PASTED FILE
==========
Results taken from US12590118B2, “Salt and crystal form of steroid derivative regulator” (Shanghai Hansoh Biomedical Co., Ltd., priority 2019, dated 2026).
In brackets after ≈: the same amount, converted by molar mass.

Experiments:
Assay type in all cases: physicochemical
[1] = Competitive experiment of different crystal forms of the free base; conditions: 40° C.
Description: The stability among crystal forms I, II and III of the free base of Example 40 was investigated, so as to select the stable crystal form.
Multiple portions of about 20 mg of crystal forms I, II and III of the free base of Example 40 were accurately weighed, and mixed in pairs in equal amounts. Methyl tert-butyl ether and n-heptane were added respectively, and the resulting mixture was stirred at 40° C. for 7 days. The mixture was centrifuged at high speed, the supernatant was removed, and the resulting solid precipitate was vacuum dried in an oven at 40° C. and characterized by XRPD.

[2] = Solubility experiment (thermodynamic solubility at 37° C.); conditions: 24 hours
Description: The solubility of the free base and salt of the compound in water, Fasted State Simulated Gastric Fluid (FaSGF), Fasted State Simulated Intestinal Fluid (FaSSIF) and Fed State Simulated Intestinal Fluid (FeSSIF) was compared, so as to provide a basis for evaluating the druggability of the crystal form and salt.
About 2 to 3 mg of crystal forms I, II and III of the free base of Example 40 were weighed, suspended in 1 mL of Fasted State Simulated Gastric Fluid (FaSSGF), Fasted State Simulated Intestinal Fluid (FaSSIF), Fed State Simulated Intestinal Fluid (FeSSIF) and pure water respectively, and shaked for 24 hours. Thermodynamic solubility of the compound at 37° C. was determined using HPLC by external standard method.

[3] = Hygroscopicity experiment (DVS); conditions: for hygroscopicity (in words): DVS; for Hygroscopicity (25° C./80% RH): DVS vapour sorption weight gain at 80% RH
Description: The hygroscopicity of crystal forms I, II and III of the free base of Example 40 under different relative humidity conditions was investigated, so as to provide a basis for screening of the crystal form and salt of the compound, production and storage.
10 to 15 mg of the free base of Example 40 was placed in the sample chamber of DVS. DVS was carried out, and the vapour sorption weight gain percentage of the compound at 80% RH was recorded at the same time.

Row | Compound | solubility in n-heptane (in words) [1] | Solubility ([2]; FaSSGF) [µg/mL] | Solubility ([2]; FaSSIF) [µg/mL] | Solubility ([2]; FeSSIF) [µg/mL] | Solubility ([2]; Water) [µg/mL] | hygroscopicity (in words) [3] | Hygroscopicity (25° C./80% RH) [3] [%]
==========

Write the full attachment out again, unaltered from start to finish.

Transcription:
Results taken from US12590118B2, “Salt and crystal form of steroid derivative regulator” (Shanghai Hansoh Biomedical Co., Ltd., priority 2019, dated 2026).
In brackets after ≈: the same amount, converted by molar mass.

Experiments:
Assay type in all cases: physicochemical
[1] = Competitive experiment of different crystal forms of the free base; conditions: 40° C.
Description: The stability among crystal forms I, II and III of the free base of Example 40 was investigated, so as to select the stable crystal form.
Multiple portions of about 20 mg of crystal forms I, II and III of the free base of Example 40 were accurately weighed, and mixed in pairs in equal amounts. Methyl tert-butyl ether and n-heptane were added respectively, and the resulting mixture was stirred at 40° C. for 7 days. The mixture was centrifuged at high speed, the supernatant was removed, and the resulting solid precipitate was vacuum dried in an oven at 40° C. and characterized by XRPD.

[2] = Solubility experiment (thermodynamic solubility at 37° C.); conditions: 24 hours
Description: The solubility of the free base and salt of the compound in water, Fasted State Simulated Gastric Fluid (FaSGF), Fasted State Simulated Intestinal Fluid (FaSSIF) and Fed State Simulated Intestinal Fluid (FeSSIF) was compared, so as to provide a basis for evaluating the druggability of the crystal form and salt.
About 2 to 3 mg of crystal forms I, II and III of the free base of Example 40 were weighed, suspended in 1 mL of Fasted State Simulated Gastric Fluid (FaSSGF), Fasted State Simulated Intestinal Fluid (FaSSIF), Fed State Simulated Intestinal Fluid (FeSSIF) and pure water respectively, and shaked for 24 hours. Thermodynamic solubility of the compound at 37° C. was determined using HPLC by external standard method.

[3] = Hygroscopicity experiment (DVS); conditions: for hygroscopicity (in words): DVS; for Hygroscopicity (25° C./80% RH): DVS vapour sorption weight gain at 80% RH
Description: The hygroscopicity of crystal forms I, II and III of the free base of Example 40 under different relative humidity conditions was investigated, so as to provide a basis for screening of the crystal form and salt of the compound, production and storage.
10 to 15 mg of the free base of Example 40 was placed in the sample chamber of DVS. DVS was carried out, and the vapour sorption weight gain percentage of the compound at 80% RH was recorded at the same time.

Row | Compound | solubility in n-heptane (in words) [1] | Solubility ([2]; FaSSGF) [µg/mL] | Solubility ([2]; FaSSIF) [µg/mL] | Solubility ([2]; FeSSIF) [µg/mL] | Solubility ([2]; Water) [µg/mL] | hygroscopicity (in words) [3] | Hygroscopicity (25° C./80% RH) [3] [%]